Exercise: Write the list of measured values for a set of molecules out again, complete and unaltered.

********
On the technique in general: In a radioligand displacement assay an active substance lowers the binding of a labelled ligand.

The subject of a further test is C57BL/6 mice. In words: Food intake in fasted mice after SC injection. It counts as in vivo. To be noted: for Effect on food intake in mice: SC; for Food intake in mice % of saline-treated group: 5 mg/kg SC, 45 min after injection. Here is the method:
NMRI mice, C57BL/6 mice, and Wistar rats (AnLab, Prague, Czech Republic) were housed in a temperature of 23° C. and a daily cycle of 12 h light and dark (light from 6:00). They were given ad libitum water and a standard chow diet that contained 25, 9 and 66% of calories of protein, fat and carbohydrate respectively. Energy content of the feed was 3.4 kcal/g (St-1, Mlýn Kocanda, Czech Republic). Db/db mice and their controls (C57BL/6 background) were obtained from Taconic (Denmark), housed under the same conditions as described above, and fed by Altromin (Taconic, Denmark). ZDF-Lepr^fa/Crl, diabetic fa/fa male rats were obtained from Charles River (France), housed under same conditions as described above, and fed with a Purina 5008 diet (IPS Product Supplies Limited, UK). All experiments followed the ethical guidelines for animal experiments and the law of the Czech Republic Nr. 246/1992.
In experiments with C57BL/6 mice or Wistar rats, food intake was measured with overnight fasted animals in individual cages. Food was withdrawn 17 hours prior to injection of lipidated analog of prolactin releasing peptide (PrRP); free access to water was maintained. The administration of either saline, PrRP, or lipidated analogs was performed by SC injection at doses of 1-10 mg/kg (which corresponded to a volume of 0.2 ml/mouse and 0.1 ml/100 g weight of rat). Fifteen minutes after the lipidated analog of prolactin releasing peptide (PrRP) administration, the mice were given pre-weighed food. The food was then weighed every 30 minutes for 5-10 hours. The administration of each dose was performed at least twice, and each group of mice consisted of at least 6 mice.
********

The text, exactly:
On the technique in general: In a radioligand displacement assay an active substance lowers the binding of a labelled ligand.

The subject of a further test is C57BL/6 mice. In words: Food intake in fasted mice after SC injection. It counts as in vivo. To be noted: for Effect on food intake in mice: SC; for Food intake in mice % of saline-treated group: 5 mg/kg SC, 45 min after injection. Here is the method:
NMRI mice, C57BL/6 mice, and Wistar rats (AnLab, Prague, Czech Republic) were housed in a temperature of 23° C. and a daily cycle of 12 h light and dark (light from 6:00). They were given ad libitum water and a standard chow diet that contained 25, 9 and 66% of calories of protein, fat and carbohydrate respectively. Energy content of the feed was 3.4 kcal/g (St-1, Mlýn Kocanda, Czech Republic). Db/db mice and their controls (C57BL/6 background) were obtained from Taconic (Denmark), housed under the same conditions as described above, and fed by Altromin (Taconic, Denmark). ZDF-Lepr^fa/Crl, diabetic fa/fa male rats were obtained from Charles River (France), housed under same conditions as described above, and fed with a Purina 5008 diet (IPS Product Supplies Limited, UK). All experiments followed the ethical guidelines for animal experiments and the law of the Czech Republic Nr. 246/1992.
In experiments with C57BL/6 mice or Wistar rats, food intake was measured with overnight fasted animals in individual cages. Food was withdrawn 17 hours prior to injection of lipidated analog of prolactin releasing peptide (PrRP); free access to water was maintained. The administration of either saline, PrRP, or lipidated analogs was performed by SC injection at doses of 1-10 mg/kg (which corresponded to a volume of 0.2 ml/mouse and 0.1 ml/100 g weight of rat). Fifteen minutes after the lipidated analog of prolactin releasing peptide (PrRP) administration, the mice were given pre-weighed food. The food was then weighed every 30 minutes for 5-10 hours. The administration of each dose was performed at least twice, and each group of mice consisted of at least 6 mice.